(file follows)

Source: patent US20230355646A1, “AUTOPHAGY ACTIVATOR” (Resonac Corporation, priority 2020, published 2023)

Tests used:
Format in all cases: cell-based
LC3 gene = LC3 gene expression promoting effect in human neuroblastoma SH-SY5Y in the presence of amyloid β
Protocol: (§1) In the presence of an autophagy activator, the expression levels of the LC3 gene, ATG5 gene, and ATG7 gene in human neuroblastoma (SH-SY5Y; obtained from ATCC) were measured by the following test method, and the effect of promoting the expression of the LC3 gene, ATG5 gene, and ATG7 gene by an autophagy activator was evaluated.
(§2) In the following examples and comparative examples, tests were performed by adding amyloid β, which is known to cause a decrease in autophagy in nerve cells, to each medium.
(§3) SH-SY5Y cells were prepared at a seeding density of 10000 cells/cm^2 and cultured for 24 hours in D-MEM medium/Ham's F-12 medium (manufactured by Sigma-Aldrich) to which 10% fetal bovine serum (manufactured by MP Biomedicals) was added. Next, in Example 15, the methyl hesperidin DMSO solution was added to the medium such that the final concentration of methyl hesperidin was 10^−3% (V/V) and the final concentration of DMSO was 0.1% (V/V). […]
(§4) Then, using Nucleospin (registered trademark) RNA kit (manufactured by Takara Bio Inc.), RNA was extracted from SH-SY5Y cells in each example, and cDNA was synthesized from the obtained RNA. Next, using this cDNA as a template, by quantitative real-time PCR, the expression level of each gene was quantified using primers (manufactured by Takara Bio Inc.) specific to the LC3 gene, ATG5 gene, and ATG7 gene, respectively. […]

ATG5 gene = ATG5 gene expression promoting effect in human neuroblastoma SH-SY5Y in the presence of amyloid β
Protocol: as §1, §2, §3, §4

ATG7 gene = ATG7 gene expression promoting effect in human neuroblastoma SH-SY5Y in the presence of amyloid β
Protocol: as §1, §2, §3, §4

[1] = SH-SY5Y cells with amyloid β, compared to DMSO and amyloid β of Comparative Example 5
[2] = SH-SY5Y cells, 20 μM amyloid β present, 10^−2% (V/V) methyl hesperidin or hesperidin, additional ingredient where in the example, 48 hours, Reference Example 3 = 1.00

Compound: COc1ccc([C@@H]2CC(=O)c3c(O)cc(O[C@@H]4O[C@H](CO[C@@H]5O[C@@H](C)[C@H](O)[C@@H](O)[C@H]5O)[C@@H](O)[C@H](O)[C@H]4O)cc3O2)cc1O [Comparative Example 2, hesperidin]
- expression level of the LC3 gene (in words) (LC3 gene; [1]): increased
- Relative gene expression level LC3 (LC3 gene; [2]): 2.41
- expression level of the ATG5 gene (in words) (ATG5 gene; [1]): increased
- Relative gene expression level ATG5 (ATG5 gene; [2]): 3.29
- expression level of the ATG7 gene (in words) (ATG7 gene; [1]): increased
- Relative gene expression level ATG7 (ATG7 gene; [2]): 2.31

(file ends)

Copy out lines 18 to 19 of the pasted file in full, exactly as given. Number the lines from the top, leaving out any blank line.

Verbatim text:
- expression level of the ATG5 gene (in words) (ATG5 gene; [1]): increased
- Relative gene expression level ATG5 (ATG5 gene; [2]): 3.29